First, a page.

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Report from the Front

Art criticism, sometimes with context, occasional politics. Published in hard copy 2-4 times a year. New shows: "events;" hard copy rates & how to support the online edition: "works."

 

FÉLIX VALLOTTON AT THE MET: DYSTOPIAN GAIETY

Félix Vallotton (1865-1925), The Lie, 1897. Oil on artist's board, 9–1/ 2 × 13–1/3 in. (24 × 33.3 cm). The Baltimore Museum of Art. The Cone Collection, formed by Dr Claribel Cone and Miss Etta Cone of Baltimore, Maryland, BMA 1950.298

At The Metropolitan Museum of Art we have "Félix Vallotton: Painter of Disquiet" (through January 26). If you can insulate yourself from this show's dystopian title and accompanying dystopian verbiage, you may enjoy some of the very pleasurable painting it displays by an artist who reached the acme of his accomplishments in the 1890s, or only a decade or so before artists as varied as Kirchner and yes, even Matisse (to say nothing of Picasso, Braque & Duchamp) were beginning to put simplicity, strength, and emotion and/or wit before beauty as traditionally defined. Read More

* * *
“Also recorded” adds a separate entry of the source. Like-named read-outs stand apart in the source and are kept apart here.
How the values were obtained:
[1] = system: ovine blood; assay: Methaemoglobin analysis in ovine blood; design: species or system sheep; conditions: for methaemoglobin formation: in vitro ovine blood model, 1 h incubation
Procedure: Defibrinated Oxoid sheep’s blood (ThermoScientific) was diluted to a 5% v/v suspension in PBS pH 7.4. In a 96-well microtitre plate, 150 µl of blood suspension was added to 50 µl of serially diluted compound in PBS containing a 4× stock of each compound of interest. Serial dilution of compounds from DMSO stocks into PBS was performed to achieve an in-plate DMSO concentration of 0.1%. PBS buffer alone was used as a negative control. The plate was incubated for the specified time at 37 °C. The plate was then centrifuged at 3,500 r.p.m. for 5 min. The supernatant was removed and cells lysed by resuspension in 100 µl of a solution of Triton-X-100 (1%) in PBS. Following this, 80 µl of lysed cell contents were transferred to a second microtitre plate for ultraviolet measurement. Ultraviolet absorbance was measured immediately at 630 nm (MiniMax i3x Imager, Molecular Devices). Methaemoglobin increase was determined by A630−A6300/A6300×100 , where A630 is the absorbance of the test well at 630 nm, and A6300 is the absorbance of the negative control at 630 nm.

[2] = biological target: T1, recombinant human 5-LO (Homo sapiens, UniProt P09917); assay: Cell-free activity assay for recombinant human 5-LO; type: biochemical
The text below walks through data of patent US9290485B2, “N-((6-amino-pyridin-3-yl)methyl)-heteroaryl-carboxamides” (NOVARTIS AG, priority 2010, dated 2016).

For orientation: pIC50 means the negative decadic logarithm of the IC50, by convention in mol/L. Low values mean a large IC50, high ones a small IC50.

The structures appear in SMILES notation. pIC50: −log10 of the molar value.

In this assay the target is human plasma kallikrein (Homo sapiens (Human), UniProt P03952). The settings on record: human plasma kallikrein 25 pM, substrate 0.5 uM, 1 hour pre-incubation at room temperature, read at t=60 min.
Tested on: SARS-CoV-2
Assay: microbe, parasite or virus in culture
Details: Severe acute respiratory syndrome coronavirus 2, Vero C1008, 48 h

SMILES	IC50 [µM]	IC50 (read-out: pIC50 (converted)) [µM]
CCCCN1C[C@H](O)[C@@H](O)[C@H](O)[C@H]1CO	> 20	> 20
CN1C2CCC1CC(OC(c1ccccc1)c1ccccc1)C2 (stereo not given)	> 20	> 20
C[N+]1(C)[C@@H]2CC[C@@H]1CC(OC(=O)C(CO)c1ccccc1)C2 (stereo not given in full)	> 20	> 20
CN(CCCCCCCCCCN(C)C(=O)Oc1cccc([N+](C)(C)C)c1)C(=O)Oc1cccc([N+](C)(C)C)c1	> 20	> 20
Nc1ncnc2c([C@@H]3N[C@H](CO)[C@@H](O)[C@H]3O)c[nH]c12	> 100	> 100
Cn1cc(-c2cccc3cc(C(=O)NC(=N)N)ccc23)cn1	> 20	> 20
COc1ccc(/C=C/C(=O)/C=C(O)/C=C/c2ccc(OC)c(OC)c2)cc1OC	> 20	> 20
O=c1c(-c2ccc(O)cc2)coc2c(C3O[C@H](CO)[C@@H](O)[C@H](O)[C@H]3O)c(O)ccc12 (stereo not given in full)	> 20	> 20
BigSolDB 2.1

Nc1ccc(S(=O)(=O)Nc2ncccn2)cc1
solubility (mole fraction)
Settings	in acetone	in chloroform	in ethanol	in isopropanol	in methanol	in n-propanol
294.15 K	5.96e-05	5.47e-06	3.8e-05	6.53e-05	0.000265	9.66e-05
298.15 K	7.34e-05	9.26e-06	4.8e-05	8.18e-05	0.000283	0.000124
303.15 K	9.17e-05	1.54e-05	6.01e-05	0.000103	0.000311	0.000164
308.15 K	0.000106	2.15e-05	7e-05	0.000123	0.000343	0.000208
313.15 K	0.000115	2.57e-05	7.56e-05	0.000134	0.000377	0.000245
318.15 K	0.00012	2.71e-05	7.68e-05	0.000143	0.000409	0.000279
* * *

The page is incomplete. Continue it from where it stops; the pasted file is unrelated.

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KIRCHNER AT THE NEUE GALERIE: TEUTONIC RADICAL

Ernst Ludwig Kirchner (1880-1938), Tightrope Walk, 1908-10. Oil on canvas, Neue Galerie New York
 
 

 

 

The fact that Die Neue Galerie is taking a fresh look at "Ernst Ludwig Kirchner" (through January 13) is attested to by the fact that it has installed this splendid show of one of Germany's early 20th century pioneers very differently from most of the shows it has held in its third-floor space.  Instead of turning to the right as you get off the elevator, in order to start the show, you must now turn to the left and traverse the narrow hall (with a printed chronology on its wall) to get to the show's first display, in the spacious gallery backing up against Fifth Avenue on the west side of the building. Read More 

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BANANAS, DUCT TAPE & THEIR RELATION TO THE NEW YORK TIMES

One-half of "Comedian"

 

 

In the really old days, before the advent of the talkies in 1927, the lowest form of variety show in the U.S. was burlesque, home of striptease and the raunchiest jokes.  Here's where the phrase, "top banana," originated, meaning the lead comedian in the show.

 

I suspect this info is already known to Maurizio Cattelan, the Italian conceptualist, heretofore famous as the creator of "America:" a fully-functional, solid gold toilet that had art-lovers who visited the Guggenheim Museum in New York a year or so ago lined up to use it. 

 

Why do I suspect that this artiste is already familiar with the phrase, "top banana"? I say this because his contribution to civilization this year was a real, live banana fastened by silvery-grey duct tape to a partition in the Paris-based Perrotin gallery booth at Miami Basel.  Its title was "Comedian," and its price tag ranged from $120,000 to $150,000. Read More 

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